Of all the matches the Spaniard and the Serb have played this year, their 6th meeting will be the most fascinating. The year has come full circle, both from a time perspective, and because the US Open final last year was one of the turning points for Novak Djokovic, one of the sparks along with the Davis Cup that produced a chain reaction of wins and only two losses. It was at the US Open where Djokovic rediscovered his real ability. It was also the place where Rafael Nadal completed his career Grand Slam by winning the major which had eluded and seemed destined to elude him, for years. It holds a very strong significance for both men. But in terms of the future, whoever wins could have an impact on the shape of the year to come. Should Djokovic claim his 4th Grand Slam and beat Nadal for the 6th straight time, it will further consolidate his status as world no.1, and ensure that this year is considered one of the greatest seasons to have ever been compiled by a tennis player. Nadal will be left shattered by another loss and no further along in his task of defeating Djokovic. But if Nadal wins, and splits the slams two apiece for the year, he will have proven that despite his consecutive losses, he was able to beat the undisputed best player this year on the highest stage, and on his best surface. It may prove the impetus Nadal needs to overturn Djokovic's dominance over him and reassert his, claiming his 11th Grand Slam in the process and strengthening his already achieved status as one of the greatest to ever play the game. Nadal said he would draw inspiration from his win over Djokovic at the US last year and try to emulate that success tonight, and if he manages to red line his game like he did against Murray, he will give himself the best chance to finally avenge those 5 straight losses.
This is all to assume that Djokovic is still the man to beat. Which he probably is, but not without some caveats. Of all 4 Grand Slams, Djokovic has looked visibly vulnerable in his last 3 matches. Let us not forget that Federer held 2 match points against him in the last round, and that he had considerable difficulty putting away countryman Janko Tipsarevic until he was forced to retire, and looked unconvincing against Dolgopolov. Nadal on the other hand has looked progressively better with each match, and is close to his peak form with an excellent win over Murray. Nonetheless, Djokovic knows he has the weapons to beat Nadal, and feels confident staying with him on the baseline. He is also without doubt the best returner in the men's game at the moment, and will make Nadal pay for any short, predictable serves. The key for both men will be the serve. If Djokovic serves well, he'll put the pressure on Nadal to defend his service games, and if he serves strongly he should manage to stop Djokovic getting into rallies and controlling at the baseline. The onus will be marginally heavier on Nadal to do more with his backhand and try to damage Djokovic with his forehand by changing his mode of attack by targeting Djokovic's relatively weaker forehand wing with inside out forehands. For Djokovic, how well he is hitting his backhand could make an important difference; in the match with Federer he wasn't hitting his patented down the line backhand with as much authority as we're used to seeing, but if he dials it in for the final it will prove as damaging to Nadal as it has done all year. As he has acknowledged, Nadal has to do something different, whilst retaining the elements which armed him well enough to beat the Serb at the same stage next year, and the grit and indomitable will which he is known for.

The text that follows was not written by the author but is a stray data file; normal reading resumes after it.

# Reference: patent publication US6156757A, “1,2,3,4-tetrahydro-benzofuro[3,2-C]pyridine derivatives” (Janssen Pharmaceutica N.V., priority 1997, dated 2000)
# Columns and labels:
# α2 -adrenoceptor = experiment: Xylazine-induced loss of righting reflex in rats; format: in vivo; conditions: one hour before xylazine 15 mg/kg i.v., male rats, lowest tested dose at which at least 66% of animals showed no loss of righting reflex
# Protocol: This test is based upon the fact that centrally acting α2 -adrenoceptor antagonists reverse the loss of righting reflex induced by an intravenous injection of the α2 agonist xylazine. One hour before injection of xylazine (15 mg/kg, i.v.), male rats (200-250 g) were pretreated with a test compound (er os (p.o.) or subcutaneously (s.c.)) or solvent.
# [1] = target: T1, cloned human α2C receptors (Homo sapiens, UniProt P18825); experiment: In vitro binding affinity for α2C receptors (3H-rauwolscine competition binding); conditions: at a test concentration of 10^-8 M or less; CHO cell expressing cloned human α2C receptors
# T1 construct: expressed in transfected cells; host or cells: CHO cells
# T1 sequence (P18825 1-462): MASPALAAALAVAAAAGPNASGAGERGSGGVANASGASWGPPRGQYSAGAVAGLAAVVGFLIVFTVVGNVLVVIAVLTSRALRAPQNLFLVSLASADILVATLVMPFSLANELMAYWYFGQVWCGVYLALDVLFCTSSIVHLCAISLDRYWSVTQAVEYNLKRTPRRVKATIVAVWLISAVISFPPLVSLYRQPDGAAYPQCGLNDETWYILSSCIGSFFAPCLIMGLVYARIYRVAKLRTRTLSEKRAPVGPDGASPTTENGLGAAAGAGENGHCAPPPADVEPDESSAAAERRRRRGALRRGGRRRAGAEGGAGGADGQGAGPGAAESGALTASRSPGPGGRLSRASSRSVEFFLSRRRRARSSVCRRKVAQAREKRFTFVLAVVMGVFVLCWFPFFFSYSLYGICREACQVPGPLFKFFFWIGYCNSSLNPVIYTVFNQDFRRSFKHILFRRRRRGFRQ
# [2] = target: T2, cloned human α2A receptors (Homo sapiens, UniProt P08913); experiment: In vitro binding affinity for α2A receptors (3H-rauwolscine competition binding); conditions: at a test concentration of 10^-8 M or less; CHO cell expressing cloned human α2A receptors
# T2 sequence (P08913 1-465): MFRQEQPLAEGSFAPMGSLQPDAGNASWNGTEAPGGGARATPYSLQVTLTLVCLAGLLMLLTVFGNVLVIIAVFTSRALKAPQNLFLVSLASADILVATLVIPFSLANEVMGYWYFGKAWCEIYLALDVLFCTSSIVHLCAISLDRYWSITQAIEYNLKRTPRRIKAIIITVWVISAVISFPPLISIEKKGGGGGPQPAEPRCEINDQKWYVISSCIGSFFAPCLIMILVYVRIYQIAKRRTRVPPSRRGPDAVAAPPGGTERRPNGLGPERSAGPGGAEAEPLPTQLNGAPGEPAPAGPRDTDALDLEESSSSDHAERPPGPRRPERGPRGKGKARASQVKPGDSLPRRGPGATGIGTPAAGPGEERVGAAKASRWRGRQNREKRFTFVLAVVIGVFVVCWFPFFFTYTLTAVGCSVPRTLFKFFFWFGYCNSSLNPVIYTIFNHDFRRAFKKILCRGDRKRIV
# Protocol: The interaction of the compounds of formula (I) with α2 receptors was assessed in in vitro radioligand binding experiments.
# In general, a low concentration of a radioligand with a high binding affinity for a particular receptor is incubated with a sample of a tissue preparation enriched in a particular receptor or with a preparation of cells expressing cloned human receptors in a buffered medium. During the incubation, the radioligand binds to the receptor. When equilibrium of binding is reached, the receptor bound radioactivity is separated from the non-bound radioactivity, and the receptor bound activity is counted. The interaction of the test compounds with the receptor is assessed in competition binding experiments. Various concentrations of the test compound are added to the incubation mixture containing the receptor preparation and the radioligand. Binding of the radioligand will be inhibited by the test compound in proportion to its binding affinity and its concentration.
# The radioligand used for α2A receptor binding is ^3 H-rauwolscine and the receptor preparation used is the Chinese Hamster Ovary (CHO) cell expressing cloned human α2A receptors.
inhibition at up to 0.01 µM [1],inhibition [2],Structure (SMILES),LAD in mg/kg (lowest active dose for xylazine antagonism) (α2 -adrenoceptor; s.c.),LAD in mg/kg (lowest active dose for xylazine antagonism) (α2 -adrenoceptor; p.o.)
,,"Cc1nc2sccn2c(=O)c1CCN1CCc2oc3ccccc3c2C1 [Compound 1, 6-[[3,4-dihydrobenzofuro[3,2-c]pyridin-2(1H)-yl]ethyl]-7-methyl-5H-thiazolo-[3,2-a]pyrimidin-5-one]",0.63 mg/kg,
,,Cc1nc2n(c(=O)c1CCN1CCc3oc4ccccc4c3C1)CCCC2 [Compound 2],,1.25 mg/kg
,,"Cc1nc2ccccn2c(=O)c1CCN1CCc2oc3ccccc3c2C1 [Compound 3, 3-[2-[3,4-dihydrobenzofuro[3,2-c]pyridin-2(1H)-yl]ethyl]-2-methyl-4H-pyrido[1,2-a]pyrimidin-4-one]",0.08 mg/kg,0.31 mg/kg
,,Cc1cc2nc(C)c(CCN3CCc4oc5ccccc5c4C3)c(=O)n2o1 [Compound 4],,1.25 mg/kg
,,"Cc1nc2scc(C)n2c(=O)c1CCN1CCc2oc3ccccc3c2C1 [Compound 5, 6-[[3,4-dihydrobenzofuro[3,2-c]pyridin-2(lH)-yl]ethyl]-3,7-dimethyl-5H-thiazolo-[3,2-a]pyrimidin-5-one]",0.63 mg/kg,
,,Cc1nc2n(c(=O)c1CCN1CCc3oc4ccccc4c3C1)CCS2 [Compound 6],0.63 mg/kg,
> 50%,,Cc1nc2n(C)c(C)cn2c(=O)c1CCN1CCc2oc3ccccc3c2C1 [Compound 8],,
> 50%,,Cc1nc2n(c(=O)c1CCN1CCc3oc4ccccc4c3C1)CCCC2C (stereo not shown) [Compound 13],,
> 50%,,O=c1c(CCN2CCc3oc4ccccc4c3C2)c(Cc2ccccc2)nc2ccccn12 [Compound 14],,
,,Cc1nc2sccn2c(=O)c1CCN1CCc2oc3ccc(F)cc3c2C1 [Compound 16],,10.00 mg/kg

This will be a fascinating competition of unbreakable wills and pulsating shotmaking; my prediction:
Rafael Nadal to win in 5 sets.